Former CSEA job steward protests her release from the position

NO SIGN OF GIVING UP — Rebeca Montalvan-Toth said she was unfairly dismissed from her union position.

NO SIGN OF GIVING UP — Rebeca Montalvan-Toth said she was unfairly dismissed from her union position.

Financial Aid Specialist Rebeca Montalvan-Toth is protesting her release as a CSEA job steward, an action she claims was retaliatory.

CSEA President Andre Harris dismissed Montalvan-Toth based on “philosophical differences, lack of ability to work with the Chief Job Steward, misrepresenting her position as job steward, undermining CSEA authority, defiant and negative approach toward union leadership, and divisiveness approach within the chapter,” according to a February letter.

Harris said it was a decision he has the authority to make as a union president and it was made “in the best interest of the CSEA.” Harris thanked Montalvan-Toth for years of service to the union, but said he did not wish to comment further.

Montalvan-Toth said Harris’ reasons were vague and that she was released from her position following a series of disagreements with Harris.

“I feel that everything that was done and the action taken against me by his removing me is all retaliation,” she said.

Montalvan-Toth said she and Harris often disagreed over policy, including the Weingarten Rules, which govern a CSEA member’s right to representation. In one instance she represented three union members that Harris said had no grievance rights, she said.

Montalvan-Toth said the Weingarten Rules applied because the employees she was representing were told they would be disciplined.

“If an employee has a reasonable belief that discipline or discharge may result from what s/he says, the employee has the right to request Union representation,” read the Weingarten Rules.

Montalvan-Toth said she was trying to follow procedure.

“I’m going to go by what my training says,” she said. “If a member calls me and wants help, I’m going go. It’s not up to me, I don’t make that decision. It’s the employee’s decision.”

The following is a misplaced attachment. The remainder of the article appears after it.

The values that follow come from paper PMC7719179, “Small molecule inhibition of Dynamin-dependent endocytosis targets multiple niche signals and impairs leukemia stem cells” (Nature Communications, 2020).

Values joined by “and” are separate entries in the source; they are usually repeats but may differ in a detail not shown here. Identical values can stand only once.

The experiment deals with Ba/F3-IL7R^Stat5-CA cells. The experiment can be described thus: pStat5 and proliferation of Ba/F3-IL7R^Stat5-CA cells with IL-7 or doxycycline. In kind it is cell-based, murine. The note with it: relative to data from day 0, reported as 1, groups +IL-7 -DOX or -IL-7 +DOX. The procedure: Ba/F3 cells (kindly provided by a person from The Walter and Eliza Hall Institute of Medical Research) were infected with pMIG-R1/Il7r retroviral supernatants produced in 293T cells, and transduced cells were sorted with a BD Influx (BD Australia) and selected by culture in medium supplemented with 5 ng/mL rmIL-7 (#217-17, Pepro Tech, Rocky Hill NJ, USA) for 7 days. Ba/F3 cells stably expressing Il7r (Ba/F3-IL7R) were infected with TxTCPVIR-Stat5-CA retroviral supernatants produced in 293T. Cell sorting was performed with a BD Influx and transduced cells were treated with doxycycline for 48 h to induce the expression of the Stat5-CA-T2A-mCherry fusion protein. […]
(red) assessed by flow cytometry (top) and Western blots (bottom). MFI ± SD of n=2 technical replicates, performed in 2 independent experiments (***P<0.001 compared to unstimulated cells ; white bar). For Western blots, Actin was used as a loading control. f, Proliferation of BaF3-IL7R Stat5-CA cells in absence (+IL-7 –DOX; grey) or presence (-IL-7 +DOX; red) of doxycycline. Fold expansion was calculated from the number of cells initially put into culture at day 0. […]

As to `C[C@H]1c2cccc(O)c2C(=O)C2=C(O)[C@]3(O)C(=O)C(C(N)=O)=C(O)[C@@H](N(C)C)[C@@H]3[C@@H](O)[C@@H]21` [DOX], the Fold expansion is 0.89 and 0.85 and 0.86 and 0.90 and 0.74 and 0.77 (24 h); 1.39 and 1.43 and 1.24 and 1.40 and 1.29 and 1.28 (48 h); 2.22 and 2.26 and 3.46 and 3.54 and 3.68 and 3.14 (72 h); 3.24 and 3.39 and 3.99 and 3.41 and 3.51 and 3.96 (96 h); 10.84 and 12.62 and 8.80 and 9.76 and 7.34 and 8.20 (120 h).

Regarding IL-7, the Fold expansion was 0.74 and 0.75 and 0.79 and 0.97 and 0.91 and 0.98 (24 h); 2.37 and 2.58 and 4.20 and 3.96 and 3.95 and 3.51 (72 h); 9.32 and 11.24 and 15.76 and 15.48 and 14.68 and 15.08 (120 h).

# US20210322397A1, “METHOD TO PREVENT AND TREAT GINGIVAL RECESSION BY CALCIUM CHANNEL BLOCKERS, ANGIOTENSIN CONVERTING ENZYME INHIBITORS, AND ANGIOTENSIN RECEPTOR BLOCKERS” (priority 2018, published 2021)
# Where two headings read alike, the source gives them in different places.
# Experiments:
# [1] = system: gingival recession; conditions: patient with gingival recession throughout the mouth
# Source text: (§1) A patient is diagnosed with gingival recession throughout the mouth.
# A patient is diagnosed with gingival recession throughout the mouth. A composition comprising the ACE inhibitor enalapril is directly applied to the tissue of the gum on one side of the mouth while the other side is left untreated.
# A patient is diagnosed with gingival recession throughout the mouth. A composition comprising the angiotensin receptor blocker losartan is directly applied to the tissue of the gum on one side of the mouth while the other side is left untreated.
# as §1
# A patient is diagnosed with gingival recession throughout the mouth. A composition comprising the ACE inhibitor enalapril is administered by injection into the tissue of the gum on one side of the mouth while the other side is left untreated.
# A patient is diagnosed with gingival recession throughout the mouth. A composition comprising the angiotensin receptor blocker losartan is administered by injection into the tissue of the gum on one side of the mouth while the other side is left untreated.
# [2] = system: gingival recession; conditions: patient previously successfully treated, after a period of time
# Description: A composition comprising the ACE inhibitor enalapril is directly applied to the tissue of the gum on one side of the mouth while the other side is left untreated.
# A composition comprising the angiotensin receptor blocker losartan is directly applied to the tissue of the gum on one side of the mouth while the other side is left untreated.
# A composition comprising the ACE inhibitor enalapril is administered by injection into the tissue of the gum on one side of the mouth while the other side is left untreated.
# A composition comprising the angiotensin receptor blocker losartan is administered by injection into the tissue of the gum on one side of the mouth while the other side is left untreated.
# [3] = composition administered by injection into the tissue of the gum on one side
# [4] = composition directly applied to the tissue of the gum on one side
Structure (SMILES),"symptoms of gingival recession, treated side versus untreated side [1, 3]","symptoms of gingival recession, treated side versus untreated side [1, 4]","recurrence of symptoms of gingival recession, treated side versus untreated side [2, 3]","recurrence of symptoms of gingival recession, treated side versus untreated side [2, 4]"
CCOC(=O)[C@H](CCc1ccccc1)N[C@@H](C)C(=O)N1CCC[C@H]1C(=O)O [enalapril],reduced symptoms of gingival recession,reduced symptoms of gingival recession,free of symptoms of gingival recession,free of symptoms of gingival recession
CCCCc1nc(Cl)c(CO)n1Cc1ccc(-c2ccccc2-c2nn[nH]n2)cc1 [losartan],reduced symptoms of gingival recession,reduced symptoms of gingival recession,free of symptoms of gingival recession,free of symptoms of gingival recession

CSEA member Shironda Logan said she was thankful that Montalvan-Toth did not relent and fought for her, she said.

“I believe Rebeca was fired from her union-rep position because of her persistence and for challenging Mr. Harris by explaining to him that he couldn’t interfere and attempt to block members from receiving representation, violate member’s confidentiality or ignore complaints from members,” said Logan.

EOPS Administrative Secretary Veronica Cadena said she is disappointed that Montalvan-Toth was dismissed.

“Here is the one person in this campus that wants to make a difference and help,” she said. “Instead of being grateful for what she does, she’s being blackballed.”

More than 400 SWC classified employees are CSEA members, said Montalvan-Toth, and there are now only two active job stewards able to help them.

Montalvan-Toth has said she worked at Southwestern College for 29 years. She was a job steward on-and-off for 10 years, she said, and is “also the only fully certified and jacketed CSEA member at SWC.”

“I was wrongfully removed,” she said. “I did everything right. I was just trying to follow the process. I was doing the right thing.”


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